EXPO also includes logic expressions, which may be used in such areas as formalizing the research hypothesis – e.g. “if two species have an ancestor which is not the ancestor of any other intermediate species …”.
Formalization Pays Off
To evaluate EXPO outside the Robot Scientist’s domain, professors Soldatova and King randomly selected one issue of Nature journal, and within that issue they selected two papers from maximally distant areas of science: quantum physics and evolutionary biology. They undertook the task of manually encoding both papers into the EXPO “language”. This isn’t simple or fast – when printed out, the description of the physics paper ran to about six pages, and the biology paper weighed in at over twenty. Admittedly, the printed formalization is laid out so that it is far less dense than more familiar scientific publications, with plenty of white space. On the other hand, not all the information in the original papers is encoded within the EXPO description.
However, the effort of explicitly specifying (almost) all the details, and the interaction between the details, paid off: Soldatova and King found several issues with both papers – issues which were brought to light precisely because of EXPO’s requirement for going into explicit detail. Among the issues which were discovered was that the authors of the quantum physics paper failed to justify the implicit weights they assigned to experimental results. For the evolutionary biology paper, no hypotheses are stated, but several hypotheses are implicit in the text. Normally the results of the research should be analyzed in terms of to what extent they support (or contradict) the hypotheses, but for two of the hypotheses the paper does not report any conclusions. It should be clear that there is no intent to criticize the authors of these papers or the editors of Nature (and the criticism stated by Soldatova and King might be challenged by the original papers’ authors) – the point is that even for the highest quality of science, there is much to be gained by this kind of formalization process.
Still, we started out by asking whether computerized processes could help the working scientist in finding relevant information. From this point of view, the abovementioned benefits of manual encoding for a single paper may be a side bonus. The real goal is bringing together information from all across science to validate,cross-correlate, inform, and inspire further research.
Soldatova and King’s paper shows that this goal may be achievable. First, some discrepancies were found when comparing the taxonomic classifications (e.g. phylum, genus, or family) used in the evolutionary biology paper to the most recent taxonomies at the time the paper was written. In the general case (not necessarily in this instance), such discrepancies may occur as a result of the impossibility of tracking all the latest publications. Since taxonomy, like many other areas in science, is highly amenable to formalization (hierarchical trees of categories, in this case), the discrepancies could have been discovered by computers comparing formalizations to the latest updates of the taxonomy. This finding may not seem inspiring, until you consider how many scientific papers may depend on definitions, findings, and theories which were later modified. Researchers referring to these papers may well propagate the old information in their new research, especially if the out-of-date information is not within the specialties of the researchers or the peer reviewers.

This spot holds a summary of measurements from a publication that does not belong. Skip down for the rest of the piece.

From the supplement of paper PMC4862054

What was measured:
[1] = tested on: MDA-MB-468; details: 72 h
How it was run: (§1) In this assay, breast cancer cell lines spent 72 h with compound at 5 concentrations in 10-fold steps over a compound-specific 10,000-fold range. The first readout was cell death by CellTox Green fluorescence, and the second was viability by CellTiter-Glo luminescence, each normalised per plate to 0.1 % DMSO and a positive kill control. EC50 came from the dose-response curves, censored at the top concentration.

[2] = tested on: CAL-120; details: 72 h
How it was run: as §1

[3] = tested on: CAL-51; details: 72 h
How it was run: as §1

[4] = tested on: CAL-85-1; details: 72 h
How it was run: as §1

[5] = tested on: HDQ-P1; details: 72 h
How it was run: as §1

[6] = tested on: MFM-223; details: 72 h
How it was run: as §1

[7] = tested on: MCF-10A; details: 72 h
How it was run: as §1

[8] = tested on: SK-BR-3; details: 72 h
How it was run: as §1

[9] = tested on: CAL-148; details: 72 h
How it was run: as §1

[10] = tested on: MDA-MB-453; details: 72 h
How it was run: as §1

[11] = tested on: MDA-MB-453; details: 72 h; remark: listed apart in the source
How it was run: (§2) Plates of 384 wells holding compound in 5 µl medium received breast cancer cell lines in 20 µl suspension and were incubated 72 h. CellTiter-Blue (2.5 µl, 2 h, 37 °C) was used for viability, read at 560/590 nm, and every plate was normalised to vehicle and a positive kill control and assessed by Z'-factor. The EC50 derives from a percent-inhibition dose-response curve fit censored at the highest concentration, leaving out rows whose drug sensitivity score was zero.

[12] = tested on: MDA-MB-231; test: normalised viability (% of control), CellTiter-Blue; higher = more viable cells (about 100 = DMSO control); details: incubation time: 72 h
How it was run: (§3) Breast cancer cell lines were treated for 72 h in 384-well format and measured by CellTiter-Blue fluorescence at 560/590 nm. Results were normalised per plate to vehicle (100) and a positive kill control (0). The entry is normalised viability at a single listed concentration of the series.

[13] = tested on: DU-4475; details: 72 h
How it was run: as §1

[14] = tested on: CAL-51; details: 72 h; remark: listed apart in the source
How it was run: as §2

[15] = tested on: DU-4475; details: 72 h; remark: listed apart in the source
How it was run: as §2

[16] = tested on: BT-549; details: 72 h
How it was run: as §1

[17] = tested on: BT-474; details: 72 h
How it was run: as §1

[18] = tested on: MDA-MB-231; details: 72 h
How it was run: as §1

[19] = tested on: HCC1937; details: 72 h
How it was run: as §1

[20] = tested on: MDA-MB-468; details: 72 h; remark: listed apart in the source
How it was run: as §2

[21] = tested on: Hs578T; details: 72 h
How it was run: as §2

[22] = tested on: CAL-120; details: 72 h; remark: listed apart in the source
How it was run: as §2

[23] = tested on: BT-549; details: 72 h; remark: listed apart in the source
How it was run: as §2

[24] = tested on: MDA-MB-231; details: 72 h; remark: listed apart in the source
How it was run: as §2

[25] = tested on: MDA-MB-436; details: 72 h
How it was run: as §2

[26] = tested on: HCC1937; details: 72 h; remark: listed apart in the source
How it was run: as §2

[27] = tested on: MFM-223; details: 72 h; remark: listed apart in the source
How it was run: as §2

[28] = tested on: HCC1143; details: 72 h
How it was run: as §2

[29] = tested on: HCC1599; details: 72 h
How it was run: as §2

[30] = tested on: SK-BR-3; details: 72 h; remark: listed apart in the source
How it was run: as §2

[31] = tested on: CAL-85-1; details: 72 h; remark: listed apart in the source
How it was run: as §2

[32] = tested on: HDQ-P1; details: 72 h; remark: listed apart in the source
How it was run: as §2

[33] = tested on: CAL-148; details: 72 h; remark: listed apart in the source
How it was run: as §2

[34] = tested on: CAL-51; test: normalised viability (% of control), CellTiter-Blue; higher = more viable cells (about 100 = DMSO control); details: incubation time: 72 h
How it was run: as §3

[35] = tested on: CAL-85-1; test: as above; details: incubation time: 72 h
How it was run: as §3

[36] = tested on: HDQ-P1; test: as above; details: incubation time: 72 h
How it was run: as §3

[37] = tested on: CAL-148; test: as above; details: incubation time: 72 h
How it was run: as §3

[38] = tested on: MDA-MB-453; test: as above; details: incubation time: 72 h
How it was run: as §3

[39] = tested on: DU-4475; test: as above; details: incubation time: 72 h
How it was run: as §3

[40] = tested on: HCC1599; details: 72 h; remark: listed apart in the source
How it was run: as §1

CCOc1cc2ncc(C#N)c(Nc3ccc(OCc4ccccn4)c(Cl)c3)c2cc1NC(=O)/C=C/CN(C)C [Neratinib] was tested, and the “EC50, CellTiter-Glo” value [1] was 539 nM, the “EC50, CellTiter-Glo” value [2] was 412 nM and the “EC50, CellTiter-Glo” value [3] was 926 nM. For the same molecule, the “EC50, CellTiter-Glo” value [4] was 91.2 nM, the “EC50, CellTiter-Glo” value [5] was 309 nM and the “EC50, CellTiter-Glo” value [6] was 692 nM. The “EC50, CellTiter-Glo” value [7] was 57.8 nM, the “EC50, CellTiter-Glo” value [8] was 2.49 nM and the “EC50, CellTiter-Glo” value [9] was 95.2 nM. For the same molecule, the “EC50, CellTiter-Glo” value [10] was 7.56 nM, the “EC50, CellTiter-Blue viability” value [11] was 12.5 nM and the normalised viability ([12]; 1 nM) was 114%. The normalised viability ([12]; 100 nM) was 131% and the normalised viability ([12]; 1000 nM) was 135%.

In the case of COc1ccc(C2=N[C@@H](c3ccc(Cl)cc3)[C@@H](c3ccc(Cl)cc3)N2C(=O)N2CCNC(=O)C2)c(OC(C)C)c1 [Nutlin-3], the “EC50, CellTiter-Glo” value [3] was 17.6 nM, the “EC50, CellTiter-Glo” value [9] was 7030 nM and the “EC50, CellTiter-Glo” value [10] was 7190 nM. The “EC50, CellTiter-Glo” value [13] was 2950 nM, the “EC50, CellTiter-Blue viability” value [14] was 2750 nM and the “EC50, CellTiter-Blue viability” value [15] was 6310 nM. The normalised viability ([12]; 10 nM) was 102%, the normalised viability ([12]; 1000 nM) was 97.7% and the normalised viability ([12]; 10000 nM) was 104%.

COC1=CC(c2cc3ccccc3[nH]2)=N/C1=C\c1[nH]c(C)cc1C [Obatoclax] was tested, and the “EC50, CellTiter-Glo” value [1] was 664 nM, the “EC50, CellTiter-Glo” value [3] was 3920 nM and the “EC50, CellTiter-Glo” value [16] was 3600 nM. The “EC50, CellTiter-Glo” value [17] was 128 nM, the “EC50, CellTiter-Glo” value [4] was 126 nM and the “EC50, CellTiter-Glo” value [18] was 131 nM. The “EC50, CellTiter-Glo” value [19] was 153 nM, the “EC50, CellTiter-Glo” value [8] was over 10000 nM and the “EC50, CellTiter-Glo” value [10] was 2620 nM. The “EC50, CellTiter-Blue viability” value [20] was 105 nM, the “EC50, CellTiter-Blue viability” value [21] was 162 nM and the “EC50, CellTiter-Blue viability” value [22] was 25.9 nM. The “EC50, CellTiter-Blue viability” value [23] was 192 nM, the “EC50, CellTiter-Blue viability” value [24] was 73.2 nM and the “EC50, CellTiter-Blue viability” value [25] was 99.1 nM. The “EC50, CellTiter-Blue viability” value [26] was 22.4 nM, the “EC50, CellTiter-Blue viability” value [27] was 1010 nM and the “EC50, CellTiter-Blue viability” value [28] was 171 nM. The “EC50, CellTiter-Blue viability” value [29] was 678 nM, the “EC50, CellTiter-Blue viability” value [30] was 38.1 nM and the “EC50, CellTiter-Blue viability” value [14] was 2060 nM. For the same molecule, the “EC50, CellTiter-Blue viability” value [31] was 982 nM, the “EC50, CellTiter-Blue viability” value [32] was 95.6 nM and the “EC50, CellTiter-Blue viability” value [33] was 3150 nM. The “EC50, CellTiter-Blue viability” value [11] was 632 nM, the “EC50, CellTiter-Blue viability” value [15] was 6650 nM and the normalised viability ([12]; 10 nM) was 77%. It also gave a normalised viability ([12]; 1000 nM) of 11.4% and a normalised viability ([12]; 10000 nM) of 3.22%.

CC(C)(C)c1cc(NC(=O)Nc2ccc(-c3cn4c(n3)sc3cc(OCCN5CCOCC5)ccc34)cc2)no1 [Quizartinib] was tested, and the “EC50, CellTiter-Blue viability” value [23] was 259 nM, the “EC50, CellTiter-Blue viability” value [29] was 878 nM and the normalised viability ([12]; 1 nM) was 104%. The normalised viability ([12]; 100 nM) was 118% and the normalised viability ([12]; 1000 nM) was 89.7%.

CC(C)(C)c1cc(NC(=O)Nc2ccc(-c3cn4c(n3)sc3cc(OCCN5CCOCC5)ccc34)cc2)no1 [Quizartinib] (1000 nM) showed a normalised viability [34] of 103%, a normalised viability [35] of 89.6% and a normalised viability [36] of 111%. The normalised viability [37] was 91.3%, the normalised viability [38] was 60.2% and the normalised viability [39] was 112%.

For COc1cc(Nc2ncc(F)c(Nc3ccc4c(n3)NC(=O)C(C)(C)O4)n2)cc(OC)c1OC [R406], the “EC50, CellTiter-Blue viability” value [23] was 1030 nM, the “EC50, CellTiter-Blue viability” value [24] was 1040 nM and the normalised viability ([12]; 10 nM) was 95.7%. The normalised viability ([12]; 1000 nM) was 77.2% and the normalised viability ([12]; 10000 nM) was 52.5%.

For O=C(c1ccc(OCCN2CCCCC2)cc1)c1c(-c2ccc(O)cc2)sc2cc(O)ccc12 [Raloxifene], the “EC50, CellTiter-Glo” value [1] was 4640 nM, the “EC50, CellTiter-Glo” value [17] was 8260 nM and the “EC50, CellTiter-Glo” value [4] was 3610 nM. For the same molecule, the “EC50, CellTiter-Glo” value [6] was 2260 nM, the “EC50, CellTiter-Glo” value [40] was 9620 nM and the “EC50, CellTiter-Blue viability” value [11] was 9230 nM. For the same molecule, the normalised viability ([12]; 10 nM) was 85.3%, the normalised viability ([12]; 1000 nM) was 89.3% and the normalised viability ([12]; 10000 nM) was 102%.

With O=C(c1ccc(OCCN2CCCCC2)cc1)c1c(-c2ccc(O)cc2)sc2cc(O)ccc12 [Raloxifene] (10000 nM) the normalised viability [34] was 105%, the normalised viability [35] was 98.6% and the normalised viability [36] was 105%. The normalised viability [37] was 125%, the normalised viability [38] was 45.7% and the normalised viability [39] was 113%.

Even more interestingly, both studies were found to use the same analysis method, called the “stochastic branching processes”. This unexpected finding is a tantalizing preview of the ability of such widely-separated domains in science to share tools and methods. This discovery of a shared tool, and therefore the opportunity for cross-pollination of ideas and techniques, is quite surprising when you consider that the two papers were selected almost at random.
The Dream …
Imagine a scientist setting out to study an intriguing problem in some area – let’s take high-temperature superconductivity for example. Her first step is to write down the experimental plan, even though she’s not yet sure about several crucial details. She doesn’t use a word processor or TeX (the scientists’ favorite typesetting system). Instead, she starts a formal definition of the research problem, the materials, and some of the experimental procedures. The writing turns into a collaboration between her and the computer. She sets the subject and the guidelines, but the computer fills in a lot of the detail, links prior research to her hypotheses and to her experimental methods, suggests the best fit of equipment, duration, material, and temperature for each step, and proposes appropriate statistical and numerical analysis tools.
As she works, an unobtrusive list of relevant research appears at the bottom of her screen. She ignores much of it – she’s highly familiar with her field. However, since she’s planning to use an innovative combination of ceramics and rare earth metals under high pressure, some sea-floor research is also highlighted. Having never dealt with oceanography before, the scientist is surprised to discover that minerals with some of the same characteristics have been found to exhibit unexpected structures which may have some bearing upon her own work. Furthermore, when she’s looking for mathematical simulation tools to predict the structure of the complex molecules she’s considering, she finds that she may be able to adopt tools from the domain of protein folding. Once she starts investigating this, a new suggestion comes up, involving the use of “chaperone proteins” as scaffolding during the manufacturing of these molecules. But can these ideas work under the pressures she’s considering? The software now brings up some recent research on molecular biology in microorganisms living deep under the earth…
The above example probably doesn’t make much scientific sense, but I hope it gives the flavor of how scientific work could be transformed – as if a whole community of scientists, from all disciplines, could be watching your speculations and ideas and contributing their own knowledge.